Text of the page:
Scientists have for years been finding new and novel uses for spent coffee grounds. The draw of coffee, other than it basically being the Swiss army knife of organic materials, is the prospect of turning a widely available substance that often is otherwise headed to the landfill. Scientists have already found a way to turn used grounds into electrodes for lithium-ion batteries, but now, they’ve discovered how to do it for a next-generation battery. Coffee can be used for electrodes in lithium-sulfur (Li-S) batteries, and they half 10 times the life span of lithium-ion batteries.

As reported by the Australian government’s Nuclear Science and Technology Organization (ANSTO), the findings are the work of the Australian Research Council’s Microrecycling Research Hub, led by ARC Laureate Professor Veena Sahaiwalla, who found coffee grounds to be a viable and sustainable material for battery electrodes.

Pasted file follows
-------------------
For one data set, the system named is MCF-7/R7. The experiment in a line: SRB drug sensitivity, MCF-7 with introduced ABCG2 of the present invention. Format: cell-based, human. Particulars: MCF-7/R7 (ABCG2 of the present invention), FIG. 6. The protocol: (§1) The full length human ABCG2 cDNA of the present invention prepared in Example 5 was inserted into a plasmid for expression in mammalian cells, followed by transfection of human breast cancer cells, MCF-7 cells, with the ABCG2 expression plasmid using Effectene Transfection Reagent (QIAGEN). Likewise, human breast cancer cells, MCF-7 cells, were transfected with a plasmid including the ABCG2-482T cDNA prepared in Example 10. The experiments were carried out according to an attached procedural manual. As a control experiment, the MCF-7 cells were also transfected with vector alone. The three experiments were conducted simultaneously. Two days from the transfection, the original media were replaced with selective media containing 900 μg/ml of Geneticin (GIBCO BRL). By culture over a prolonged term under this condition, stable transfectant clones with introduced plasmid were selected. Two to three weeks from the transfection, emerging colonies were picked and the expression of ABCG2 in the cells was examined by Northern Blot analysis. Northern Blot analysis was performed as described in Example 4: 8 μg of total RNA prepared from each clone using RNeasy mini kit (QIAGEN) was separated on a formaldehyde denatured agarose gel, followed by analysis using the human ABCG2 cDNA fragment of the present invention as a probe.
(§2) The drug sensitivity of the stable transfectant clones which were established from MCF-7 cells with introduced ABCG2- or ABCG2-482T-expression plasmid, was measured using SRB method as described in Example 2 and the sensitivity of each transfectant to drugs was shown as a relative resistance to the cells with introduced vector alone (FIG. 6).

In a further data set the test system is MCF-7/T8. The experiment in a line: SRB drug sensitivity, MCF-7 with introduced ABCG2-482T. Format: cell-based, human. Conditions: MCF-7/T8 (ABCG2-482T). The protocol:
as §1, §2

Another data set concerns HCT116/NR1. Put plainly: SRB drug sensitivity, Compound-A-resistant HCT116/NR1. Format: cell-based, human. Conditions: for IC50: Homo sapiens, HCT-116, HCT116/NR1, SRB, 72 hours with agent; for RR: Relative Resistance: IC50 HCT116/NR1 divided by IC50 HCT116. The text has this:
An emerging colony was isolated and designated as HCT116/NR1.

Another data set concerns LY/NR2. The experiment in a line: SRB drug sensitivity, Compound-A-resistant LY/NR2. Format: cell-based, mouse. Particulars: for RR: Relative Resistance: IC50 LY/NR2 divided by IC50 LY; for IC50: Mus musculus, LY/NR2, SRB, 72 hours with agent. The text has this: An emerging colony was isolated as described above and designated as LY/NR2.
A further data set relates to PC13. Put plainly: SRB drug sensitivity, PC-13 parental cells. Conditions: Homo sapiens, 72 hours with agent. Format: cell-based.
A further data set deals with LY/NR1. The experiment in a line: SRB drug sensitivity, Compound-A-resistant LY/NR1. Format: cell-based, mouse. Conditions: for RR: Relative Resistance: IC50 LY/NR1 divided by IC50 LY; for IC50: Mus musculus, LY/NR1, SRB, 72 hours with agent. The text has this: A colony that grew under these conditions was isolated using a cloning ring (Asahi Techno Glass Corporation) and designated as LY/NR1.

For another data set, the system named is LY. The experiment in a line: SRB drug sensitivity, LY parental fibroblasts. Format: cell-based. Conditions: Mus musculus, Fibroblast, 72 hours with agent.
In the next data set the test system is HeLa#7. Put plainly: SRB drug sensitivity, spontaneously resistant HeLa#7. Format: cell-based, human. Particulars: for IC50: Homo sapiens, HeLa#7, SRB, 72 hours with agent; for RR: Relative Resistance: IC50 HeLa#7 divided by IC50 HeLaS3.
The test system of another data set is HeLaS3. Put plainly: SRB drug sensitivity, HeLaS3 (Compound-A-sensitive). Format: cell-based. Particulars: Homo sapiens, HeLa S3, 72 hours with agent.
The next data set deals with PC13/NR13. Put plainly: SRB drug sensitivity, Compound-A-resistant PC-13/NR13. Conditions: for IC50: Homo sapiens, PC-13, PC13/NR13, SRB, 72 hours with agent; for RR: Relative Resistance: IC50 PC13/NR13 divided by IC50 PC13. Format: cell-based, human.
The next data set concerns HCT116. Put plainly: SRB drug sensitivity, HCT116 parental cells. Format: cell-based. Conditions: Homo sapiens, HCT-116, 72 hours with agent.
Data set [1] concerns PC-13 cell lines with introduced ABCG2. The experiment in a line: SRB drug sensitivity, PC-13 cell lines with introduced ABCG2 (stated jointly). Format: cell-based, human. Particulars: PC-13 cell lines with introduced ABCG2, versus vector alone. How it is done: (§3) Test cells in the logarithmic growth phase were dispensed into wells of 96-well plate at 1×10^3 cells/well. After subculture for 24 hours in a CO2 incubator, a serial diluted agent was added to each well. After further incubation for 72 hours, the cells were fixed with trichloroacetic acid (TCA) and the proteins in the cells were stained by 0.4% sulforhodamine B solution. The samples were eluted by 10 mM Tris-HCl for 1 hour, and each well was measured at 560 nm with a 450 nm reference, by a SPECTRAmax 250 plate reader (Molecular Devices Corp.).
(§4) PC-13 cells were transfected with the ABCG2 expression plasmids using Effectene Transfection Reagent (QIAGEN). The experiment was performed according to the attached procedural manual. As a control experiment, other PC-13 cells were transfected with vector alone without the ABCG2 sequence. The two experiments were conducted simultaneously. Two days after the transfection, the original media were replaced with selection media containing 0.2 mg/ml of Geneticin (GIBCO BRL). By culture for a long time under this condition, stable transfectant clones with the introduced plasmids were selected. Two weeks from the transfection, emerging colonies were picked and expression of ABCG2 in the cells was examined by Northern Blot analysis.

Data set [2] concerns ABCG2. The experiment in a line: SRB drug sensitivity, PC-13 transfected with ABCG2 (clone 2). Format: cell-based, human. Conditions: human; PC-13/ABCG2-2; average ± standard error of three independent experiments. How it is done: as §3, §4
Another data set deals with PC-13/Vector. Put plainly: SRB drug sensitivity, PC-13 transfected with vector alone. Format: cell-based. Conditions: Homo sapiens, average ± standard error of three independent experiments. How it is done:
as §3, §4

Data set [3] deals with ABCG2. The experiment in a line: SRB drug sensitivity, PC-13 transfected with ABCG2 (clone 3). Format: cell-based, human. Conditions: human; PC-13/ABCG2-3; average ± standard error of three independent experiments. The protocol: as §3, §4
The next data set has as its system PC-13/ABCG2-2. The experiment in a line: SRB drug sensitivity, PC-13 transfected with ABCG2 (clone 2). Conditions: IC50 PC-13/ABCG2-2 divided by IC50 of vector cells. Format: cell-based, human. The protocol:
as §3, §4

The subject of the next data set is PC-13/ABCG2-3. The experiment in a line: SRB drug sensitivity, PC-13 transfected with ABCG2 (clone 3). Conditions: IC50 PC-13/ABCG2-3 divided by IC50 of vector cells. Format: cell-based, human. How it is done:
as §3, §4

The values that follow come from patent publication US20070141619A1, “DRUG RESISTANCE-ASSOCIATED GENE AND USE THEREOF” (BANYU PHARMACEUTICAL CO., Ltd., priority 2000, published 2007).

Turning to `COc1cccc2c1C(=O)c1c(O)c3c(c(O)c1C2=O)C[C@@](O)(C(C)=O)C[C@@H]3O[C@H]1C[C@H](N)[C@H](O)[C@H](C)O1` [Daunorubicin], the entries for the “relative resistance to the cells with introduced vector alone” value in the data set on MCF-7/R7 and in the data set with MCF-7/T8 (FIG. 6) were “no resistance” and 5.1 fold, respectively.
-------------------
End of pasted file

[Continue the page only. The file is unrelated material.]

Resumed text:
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Li-S batteries show promising potential in terms of lifespan, but they face the “critical issue” of losing battery capacity after multiple charges. This is due to the “poor stability of the sulfur-containing chemicals,” per the article. One solution for this is to create a “porous architecture” in the electrodes that works to trap the chemicals, keeping them from escaping. Enter coffee.

Coffee grounds can be turned into porous carbon through pyrolysis, a process by which the grounds are heated at high temperatures in an environment without oxygen. Along with being cheap, abundant, and sustainable, the coffee carbon also has a hierarchy of pore sizes that the researchers believe will be better able to trap the chemicals.

When testing the coffee-carbon, they found it improved the stability and performance of the Li-S battery.

So when you’re new phone never runs out of batteries while you are perusing hot coffee content all day long, you can thank coffee for that. Is this what a circular economy is?

Zac Cadwalader is the managing editor at Sprudge Media Network and a staff writer based in Dallas. Read more Zac Cadwalader on Sprudge.